#ClosePineGap: 13 years later

What is the US military doing in Pine Gap? And should we be allowing them to be there?

By Senator Scott Ludlam
Friday, October 7, 2016

Back in October 2002, five or six hundred people converged in a dusty camp a few hundred metres off the Stuart Highway not far from Alice Springs, unfurled banners painted in all corners of the country and made our way toward the police line set up at the gates of Pine Gap.

Helicopters swung overhead and spotters watched from camouflaged hides in the range of low hills that shields the base from the approach road.

Up in arms

Everywhere around the world, millions of people were mobilising against the invasion of Iraq, hoping that some combination of public pressure, diplomacy or respect for international law would hold the US Government back from a course set years earlier. We didn’t know at the time that the anti-war movement would grow into the largest civil society mobilisation that the world had ever seen. Nor did we know that President Bush and his obedient lieutenants would launch the invasion regardless, toppling Saddam Hussein’s regime within three short, violent weeks.

By May 2003 the US President was on the flight-deck of the USS Abraham Lincoln posing under a ‘Mission Accomplished’ banner in a scene resembling an out-take from Top Gun.

For the Iraqi people, the nightmare was only just beginning. Having torn the regime apart through force of arms, the strongly held delusion that the ‘Coalition of the Willing’ could bomb democracy into the Middle East began to evaporate. Dormant sectarian fault lines opened into a murderous civil war, the crucible in which Islamic State took root before spreading into Syria and into global mass-consciousness. All of it utterly avoidable if the Governments of the United States, Great Britain and Australia had listened to the people who marched to close Pine Gap, and the tens of millions like us who mobilised over the following months.

None of the leaders who plunged the region into this catastrophe have ever been held to account.

Worse: we are still led by people who believe that violent escalation is the only salvation for the consequences of the previous round of violent escalation.

As I write this, peace activists are again blocking the road into Pine Gap, arrests have begun and over the weekend hundreds more will arrive to show their opposition to the doctrine of endless war. What has changed since the last time we were there? Quite a lot, and nothing at all.

You are being watched

In 2002 this ground station gave the US military ‘eyes on’ to the horror that it would shortly inflict on a country which posed it no security risk whatsoever. Fourteen years later it tracks the grim fallout from this invasion on behalf of thousands of US personnel coordinating airstrikes across the region. It helps guide a covert drone assassination programme in at least six countries. It collates billions of civilian telecommunications records, Facebook profiles, phonecalls and realtime GPS locations of ordinary people, vacuumed up by huge spy satellites parked over our hemisphere. Documents sourced by Edward Snowden identified Pine Gap as a key node in the domestic collection network; each Torus antenna can harvest up to 35 communications satellite beams at a time, in addition to an acronym soup of other poorly understood capabilities. This torrent of intercepted traffic is merged with social media feeds accessed through PRISM and then queried through programmes like X-Keyscore, in which the privacy of hundreds of millions of people are casually violated for no security benefit whatsoever.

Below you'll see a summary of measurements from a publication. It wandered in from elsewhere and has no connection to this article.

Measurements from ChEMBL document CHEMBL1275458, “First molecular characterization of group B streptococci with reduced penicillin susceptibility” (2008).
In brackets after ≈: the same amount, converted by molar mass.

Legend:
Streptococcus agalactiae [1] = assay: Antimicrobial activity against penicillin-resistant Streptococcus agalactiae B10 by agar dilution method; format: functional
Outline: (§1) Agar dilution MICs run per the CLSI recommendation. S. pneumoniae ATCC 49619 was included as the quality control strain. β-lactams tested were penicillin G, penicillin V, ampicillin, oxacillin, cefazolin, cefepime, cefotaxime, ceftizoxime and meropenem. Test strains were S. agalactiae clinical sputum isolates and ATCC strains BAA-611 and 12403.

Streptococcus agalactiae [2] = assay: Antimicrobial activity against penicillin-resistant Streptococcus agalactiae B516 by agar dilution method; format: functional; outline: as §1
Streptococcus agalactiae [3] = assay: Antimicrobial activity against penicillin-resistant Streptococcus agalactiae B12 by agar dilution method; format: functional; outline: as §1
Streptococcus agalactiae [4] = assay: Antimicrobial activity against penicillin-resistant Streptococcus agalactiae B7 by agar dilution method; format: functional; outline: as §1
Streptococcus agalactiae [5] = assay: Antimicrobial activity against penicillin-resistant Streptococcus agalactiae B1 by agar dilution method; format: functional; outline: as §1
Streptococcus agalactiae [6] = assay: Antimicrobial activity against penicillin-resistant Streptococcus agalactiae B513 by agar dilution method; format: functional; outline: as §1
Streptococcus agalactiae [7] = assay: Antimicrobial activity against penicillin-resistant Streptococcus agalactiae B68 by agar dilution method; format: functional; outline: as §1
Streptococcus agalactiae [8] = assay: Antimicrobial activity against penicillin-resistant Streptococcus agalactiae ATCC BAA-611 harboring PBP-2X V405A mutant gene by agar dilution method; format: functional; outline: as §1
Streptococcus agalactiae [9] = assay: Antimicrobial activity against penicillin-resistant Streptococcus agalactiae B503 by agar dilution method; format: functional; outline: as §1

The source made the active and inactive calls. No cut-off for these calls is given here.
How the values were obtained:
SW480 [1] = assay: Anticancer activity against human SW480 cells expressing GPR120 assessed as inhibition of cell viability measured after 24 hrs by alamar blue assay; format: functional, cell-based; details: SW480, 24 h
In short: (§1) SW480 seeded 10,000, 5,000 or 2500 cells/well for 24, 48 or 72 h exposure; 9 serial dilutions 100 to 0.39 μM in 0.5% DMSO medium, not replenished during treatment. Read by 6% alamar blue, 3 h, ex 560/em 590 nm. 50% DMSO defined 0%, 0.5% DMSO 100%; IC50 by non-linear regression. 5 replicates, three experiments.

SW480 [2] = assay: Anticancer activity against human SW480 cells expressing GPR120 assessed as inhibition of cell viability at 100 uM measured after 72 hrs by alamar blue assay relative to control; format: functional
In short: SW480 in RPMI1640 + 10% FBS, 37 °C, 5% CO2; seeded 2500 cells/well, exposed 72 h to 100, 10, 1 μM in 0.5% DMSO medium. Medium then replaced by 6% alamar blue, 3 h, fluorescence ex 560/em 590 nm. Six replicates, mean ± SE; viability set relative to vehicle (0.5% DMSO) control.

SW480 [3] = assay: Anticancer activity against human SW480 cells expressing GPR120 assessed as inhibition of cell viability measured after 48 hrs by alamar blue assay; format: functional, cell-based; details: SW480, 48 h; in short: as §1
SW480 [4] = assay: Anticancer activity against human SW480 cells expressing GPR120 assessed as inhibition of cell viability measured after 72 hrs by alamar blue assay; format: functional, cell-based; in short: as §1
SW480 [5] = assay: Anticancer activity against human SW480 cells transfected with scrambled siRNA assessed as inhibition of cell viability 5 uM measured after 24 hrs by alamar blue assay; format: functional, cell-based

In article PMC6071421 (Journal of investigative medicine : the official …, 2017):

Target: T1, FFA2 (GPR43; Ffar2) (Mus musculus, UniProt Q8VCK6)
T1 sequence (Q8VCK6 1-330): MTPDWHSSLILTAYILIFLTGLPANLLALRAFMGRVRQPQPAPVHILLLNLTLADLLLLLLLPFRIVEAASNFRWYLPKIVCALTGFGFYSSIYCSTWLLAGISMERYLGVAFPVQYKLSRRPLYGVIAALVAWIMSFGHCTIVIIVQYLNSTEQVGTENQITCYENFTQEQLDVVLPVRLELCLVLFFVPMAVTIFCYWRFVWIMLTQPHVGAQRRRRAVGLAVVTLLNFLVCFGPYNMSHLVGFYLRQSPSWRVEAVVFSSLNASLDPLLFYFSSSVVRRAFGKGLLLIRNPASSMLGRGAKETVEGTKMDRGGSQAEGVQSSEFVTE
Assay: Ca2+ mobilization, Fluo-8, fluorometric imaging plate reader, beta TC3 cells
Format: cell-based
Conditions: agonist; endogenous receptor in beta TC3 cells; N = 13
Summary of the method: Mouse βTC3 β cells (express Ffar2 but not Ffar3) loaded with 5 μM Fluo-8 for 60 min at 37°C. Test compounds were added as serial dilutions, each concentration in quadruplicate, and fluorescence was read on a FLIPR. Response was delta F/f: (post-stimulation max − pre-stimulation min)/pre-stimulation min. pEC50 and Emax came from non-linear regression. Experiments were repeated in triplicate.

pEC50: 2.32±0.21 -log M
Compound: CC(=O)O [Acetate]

Some things haven’t changed.

The base still plays its Jekyll and Hyde role in global nuclear weapons brinkmanship, as it has for decades.

On the one hand it is a key station in the global network listening for nuclear weapons tests and hostile ballistic missile launches, and on the other hand it will almost certainly play a part in the event of a US nuclear strike in our hemisphere. Despite growing global momentum for a nuclear weapons ban treaty, the use of nuclear weapons, which could kill more people in an hour than died in the Second World War, is still endorsed in Australian defence doctrine. The dry words you’ll find in successive Defence White Papers are deliberately phrased in the abstract, but if you want to know what the daily effect of this policy looks like, you only have to visualise a field of surreal white golf-ball spheres nestled within the rocky folds and valleys of Arrente country.

Time to act

Somehow, against this escalation of violence, mass surveillance and unthinkable strategic incompetence, we are meant to just accept that this is all in order to keep us safe, to win the war on terror, and to promote global security and democracy. Global defence spending is higher than at almost any time in human history, and yet the application of ever-increasing doses of high-technology, long-distance violence has — surprise — made the world a more fearful and insecure place. Maybe it is time we tried a different tack.

Closing the road into Pine Gap, cutting fences and dropping banners within sight of the radomes presents only a temporary inconvenience to base authorities. The real target here is the political leadership that still claims this place, and others like it around the world, keep anyone safe. It is time to pull the plug on this place and on the shattered legitimacy of those who shouted from the headlines in 2003 to give war a chance.

Expect another update from Senator Ludlam on this issue in coming weeks.